Fake-talk as Concept and Method

What’s at Stake in the Fake? Indian Pharmaceuticals, African Markets and Global Health

Julia Hornberger, Sarah Hodges

Published: 27 September 2023
Fake   Pharmaceuticals   Health   Evidence   Suspicion  


In a world seemingly awash with fakes—or at least accusations of fake-ness—it is not only difficult to discern what is ‘real’ but also to know what to make of such a proliferation of worries about fakes. In this article, a manifesto of sorts for the Special Section, we outline how the problem of ‘fake drugs’ in particular allows us to understand the phenomenon of fakes in general. We introduce the conceptual and methodological tool of ‘fake-talk’ as it allows us to make sense of claims about fake drugs and of the power these claims hold. We develop our argument through a close reading of specific ethnographic examples drawn from the work of our colleagues in the project ‘What’s at Stake in the Fake? Indian Pharmaceuticals, African Markets and Global Health’. We show that fake-talk thrives on a lack of evidence, imports urgency, and is expressive. Taking fakes seriously as a force in themselves enables us to see how fakes are freighted with—and deploy—everyday articulations of otherwise unfathomable discomforts, predicaments, and anxieties of our time.


‘Genuine fake drugs can be hard to track down’. That was the message we took away from our conversation with the senior pharmacologist. We were sitting in a meeting room furnished with a whiteboard and a long boardroom table, talking with the soft-spoken chief designer of one African nation’s real-time drugs-quality monitoring and surveillance system.

In addition to designing the system, this pharmacologist and civil servant oversaw the rollout of his system’s data collection. He sketched out for us how this worked. At the start of each week, his team of ‘mystery shoppers’ would receive his instructions and fan out across the country’s major cities. There, they would visit marketplaces and pharmacies and buy individual packets of select over-the-counter and prescription-only medicines, such as antimalarials or antibiotics. By the end of the week, they would return to the study’s headquarters to hand their carefully labelled samples over to the country’s central pharmacology lab technicians. In turn, the lab employees would take note of the packaging and analyse the contents to see whether the tablets contained the required amount of active ingredients. By the end of the week, the senior pharmacologist would have examined the data and written a report of the week’s findings to be discussed at a meeting the following Monday.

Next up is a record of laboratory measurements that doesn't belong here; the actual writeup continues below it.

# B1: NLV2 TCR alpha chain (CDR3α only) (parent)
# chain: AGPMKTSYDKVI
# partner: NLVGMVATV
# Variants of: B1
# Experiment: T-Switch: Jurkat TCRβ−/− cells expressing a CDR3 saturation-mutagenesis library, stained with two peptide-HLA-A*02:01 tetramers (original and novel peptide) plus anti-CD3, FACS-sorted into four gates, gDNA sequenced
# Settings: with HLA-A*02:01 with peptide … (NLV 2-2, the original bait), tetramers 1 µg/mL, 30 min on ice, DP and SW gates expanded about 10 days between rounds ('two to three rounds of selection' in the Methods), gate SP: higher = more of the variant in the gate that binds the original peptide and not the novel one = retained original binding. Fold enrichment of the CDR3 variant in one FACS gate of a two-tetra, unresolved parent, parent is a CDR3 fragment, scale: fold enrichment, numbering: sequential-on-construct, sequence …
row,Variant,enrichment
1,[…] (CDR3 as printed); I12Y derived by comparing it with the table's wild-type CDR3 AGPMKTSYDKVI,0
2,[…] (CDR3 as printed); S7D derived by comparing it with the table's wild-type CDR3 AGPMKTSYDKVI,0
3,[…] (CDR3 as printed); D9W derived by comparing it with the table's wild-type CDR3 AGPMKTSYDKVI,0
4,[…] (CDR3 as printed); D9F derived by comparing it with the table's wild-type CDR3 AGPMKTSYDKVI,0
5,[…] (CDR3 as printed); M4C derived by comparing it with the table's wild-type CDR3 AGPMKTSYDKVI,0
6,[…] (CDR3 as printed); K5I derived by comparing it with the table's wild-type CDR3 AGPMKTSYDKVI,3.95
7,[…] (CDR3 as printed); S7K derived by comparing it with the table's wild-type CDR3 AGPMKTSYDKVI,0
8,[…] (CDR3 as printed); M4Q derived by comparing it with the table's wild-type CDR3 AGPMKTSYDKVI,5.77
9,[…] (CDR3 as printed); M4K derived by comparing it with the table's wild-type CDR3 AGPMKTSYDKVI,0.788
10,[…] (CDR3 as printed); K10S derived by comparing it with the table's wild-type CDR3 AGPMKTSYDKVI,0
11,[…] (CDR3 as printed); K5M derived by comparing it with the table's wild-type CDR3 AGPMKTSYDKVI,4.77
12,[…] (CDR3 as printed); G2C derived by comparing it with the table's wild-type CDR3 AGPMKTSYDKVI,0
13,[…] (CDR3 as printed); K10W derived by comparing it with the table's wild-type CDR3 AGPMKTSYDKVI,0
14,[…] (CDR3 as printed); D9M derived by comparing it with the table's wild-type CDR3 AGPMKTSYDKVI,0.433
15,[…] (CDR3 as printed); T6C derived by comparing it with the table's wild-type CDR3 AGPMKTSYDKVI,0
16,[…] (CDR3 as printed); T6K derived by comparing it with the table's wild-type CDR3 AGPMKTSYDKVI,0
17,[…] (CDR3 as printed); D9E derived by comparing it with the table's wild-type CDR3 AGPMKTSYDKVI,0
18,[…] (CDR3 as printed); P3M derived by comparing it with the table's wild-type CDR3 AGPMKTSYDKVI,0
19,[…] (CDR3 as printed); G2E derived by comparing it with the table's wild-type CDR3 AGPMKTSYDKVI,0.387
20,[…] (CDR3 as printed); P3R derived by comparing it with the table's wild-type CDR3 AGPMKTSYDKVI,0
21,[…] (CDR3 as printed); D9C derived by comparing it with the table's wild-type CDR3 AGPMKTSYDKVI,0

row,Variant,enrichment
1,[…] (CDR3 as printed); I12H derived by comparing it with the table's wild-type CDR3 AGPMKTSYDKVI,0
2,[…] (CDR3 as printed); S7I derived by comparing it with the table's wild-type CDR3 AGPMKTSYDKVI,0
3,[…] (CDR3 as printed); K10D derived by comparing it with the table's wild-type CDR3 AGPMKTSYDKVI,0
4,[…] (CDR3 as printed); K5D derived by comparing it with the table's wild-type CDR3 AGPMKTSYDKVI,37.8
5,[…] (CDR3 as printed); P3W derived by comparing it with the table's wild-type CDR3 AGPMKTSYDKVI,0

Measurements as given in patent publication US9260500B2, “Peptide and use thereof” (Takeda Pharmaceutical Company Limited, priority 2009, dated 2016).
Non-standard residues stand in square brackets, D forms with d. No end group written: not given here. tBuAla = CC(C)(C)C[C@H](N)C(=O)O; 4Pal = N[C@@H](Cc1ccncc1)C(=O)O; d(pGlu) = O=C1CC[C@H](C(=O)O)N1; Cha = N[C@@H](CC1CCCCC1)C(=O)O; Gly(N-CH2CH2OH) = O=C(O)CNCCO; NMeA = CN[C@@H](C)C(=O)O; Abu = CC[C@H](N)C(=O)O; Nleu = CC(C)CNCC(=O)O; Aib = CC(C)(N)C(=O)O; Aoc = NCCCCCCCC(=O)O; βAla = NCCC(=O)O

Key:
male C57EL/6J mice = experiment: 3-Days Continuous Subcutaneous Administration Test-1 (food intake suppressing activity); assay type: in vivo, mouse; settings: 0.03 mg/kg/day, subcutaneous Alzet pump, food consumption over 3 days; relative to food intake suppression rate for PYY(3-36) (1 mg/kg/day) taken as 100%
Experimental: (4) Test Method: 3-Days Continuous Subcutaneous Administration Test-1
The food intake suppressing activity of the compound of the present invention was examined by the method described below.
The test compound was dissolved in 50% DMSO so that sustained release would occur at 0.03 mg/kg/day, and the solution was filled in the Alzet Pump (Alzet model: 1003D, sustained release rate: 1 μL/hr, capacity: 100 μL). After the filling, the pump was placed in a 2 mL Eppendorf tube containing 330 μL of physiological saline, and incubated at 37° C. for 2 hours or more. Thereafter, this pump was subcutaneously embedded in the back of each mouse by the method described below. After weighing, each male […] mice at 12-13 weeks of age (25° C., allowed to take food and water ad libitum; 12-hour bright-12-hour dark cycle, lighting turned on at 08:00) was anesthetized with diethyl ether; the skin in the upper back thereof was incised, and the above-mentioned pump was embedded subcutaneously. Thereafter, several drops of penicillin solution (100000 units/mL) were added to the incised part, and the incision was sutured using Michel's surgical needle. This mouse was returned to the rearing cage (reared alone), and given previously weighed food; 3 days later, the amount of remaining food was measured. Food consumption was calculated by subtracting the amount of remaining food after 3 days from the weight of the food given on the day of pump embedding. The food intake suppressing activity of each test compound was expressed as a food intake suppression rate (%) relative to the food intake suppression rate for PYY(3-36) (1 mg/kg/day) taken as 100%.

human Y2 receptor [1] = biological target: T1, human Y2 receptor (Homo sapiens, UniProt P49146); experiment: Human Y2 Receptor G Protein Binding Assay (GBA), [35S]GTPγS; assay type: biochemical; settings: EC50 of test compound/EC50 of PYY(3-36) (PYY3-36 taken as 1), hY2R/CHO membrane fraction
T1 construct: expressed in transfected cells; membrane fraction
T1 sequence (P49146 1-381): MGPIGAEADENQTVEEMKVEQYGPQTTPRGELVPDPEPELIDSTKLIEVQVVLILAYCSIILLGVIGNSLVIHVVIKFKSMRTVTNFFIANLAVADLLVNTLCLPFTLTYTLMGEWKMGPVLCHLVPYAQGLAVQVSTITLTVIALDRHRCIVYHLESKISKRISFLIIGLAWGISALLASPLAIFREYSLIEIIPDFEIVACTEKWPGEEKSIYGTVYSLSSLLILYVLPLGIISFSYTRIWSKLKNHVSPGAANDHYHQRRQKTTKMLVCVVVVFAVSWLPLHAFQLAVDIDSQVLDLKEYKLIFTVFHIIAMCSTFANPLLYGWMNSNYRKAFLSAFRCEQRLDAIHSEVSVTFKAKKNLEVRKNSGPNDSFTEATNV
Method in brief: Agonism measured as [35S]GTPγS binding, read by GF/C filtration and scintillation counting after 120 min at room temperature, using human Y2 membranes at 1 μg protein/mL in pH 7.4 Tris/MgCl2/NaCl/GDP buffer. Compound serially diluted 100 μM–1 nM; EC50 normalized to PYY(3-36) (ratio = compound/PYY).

Every Monday morning, the senior pharmacologist went on to explain, his boss would enter the meeting room in the government offices and greet the assembled officials with the single instruction: let this be the week the team finally finds the fakes. But each week the report would be the same: the essential and life-saving medicines that had been amassed by the team of ‘mystery shoppers’ and then tested by lab technicians did, in fact, meet the required standards. Deflated, his boss would promptly draw the meeting to a close, dismissing his underlings and urging them to go forth and find the fakes.

The pharmacologist’s boss had a hard job. He needed to craft a particular story about fake drugs: that of identifying the level of fake drugs in his country and rooting them out. Furthermore, he had to demonstrate certain technical abilities that would allow his country to join an international community in approved levels of pharmaco-vigilance. However, without good evidence of a fake drugs problem to begin with, performing the rest of these duties was virtually impossible; and without a documented tale of improvement, this African nation would not be in a position to receive lucrative pharmacovigilance and drug import contracts that were being secured in the region at the time we met.

Internationally, concerns about all kinds of fakes abound. From cases of fake fine wine said to lie in the cellars of high-stakes collectors, to rumours of fake fine art hanging in flagship museums and YouTube videos helping consumers avoid the many fake luxury handbags purportedly circulating in designer boutiques, we are now mired in uncertainty when confronted with questions of authenticity. Alongside such concerns, the last few decades have seen researchers and policymakers raising the alarm about the growing threat fake pharmaceuticals pose to global health. Often they frame their concerns in terms of particular places and people, such as with the claim that fake drugs from India are imperilling the health of Africans. Indeed, this latter assertion has been repeated so often and with such certainty that it has achieved a status of the self-evident. However, as the case of the senior pharmacologist in the anecdote above reminds us, genuine fakes can be very hard to find.